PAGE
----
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Change-ability Tip #22: Utilize the Power of Conversation

Most of us have personally experienced the benefits of talking through a problem with a trusted friend or colleague. Active listening can provide a safe haven for the speaker to articulate perceptions, fears, and potential responses to change. In the same way that writing about an issue can clarify feelings and facts, describing a situation verbally can help to uncover insights and opportunities. Questions and paraphrasing from the listener can identify assumptions and beliefs that get in the way of change-ability.

Thanks to David Gurteen’s  May 2009 Knowledge Letter, I recently discovered Nancy Dixon, a knowledge management (KM) consultant who specializes in the personal/human aspects of KM. In a post on her blog, Conversation Matters, she described the value of conversation:

“The greatest benefit of conversation is that it produces five categories of responses [answers, meta knowledge, problem reformulation, validation and legitimization], not just the answer. We get so much more from conversation, e.g. an unexpected insight, a sense of affirmation that inspires us to new heights or, equally useful, having to confront a realization that we’ve been trying to avoid; deepening the relationship with a colleague or the introduction to a collaborator we would never have discovered on our own; and on and on. The multiplicity of benefits addresses the very real problem of not knowing what we don’t know. A problem that is so frequent when the issues we are addressing are ambiguous and complex.”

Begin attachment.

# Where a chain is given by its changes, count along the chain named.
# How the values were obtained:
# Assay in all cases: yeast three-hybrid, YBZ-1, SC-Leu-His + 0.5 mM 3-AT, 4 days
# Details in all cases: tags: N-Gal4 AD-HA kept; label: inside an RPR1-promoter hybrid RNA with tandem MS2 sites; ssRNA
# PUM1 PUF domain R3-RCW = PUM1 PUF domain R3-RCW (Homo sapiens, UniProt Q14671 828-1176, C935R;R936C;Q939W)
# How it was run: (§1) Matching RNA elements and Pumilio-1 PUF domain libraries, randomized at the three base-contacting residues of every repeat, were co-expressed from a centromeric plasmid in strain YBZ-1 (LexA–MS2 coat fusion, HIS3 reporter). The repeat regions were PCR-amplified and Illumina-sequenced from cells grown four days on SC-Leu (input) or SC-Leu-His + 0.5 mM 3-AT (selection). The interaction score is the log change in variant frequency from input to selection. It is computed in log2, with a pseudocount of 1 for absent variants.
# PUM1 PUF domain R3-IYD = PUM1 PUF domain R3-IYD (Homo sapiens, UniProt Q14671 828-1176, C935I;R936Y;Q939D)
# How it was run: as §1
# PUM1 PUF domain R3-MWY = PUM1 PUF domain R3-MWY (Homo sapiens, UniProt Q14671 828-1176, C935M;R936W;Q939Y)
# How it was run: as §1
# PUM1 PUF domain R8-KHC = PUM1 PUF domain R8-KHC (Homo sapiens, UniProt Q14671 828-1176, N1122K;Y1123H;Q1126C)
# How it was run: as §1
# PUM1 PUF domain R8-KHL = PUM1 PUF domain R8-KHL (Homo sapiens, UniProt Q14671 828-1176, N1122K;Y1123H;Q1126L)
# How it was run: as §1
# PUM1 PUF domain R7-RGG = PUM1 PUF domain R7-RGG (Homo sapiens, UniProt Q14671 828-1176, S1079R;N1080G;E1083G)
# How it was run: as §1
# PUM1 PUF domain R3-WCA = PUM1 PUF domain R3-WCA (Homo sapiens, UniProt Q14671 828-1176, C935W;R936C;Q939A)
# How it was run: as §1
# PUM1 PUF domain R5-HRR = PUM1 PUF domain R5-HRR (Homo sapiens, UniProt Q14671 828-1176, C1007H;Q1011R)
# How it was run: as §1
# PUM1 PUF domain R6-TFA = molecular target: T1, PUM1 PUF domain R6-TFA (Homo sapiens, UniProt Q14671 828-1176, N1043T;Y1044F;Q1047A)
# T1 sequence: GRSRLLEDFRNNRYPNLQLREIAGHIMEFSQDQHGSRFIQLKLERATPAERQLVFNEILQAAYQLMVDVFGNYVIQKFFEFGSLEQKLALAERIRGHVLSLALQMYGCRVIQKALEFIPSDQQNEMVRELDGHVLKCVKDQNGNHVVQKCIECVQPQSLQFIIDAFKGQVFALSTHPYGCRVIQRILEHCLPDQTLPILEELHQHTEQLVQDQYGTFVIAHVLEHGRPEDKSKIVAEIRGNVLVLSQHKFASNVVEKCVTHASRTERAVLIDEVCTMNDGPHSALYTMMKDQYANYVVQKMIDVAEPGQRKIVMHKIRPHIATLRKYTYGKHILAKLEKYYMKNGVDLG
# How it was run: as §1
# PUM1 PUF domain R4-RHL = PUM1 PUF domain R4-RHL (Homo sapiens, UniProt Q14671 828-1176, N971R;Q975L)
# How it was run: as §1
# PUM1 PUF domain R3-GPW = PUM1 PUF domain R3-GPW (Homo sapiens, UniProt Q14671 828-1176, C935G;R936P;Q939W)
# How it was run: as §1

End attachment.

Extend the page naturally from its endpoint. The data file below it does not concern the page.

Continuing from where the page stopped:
Suddenly a conversation with the right person is laden with possibilities. Could change-ability really be so simple? Let me know how conversation has increased your change-ability.


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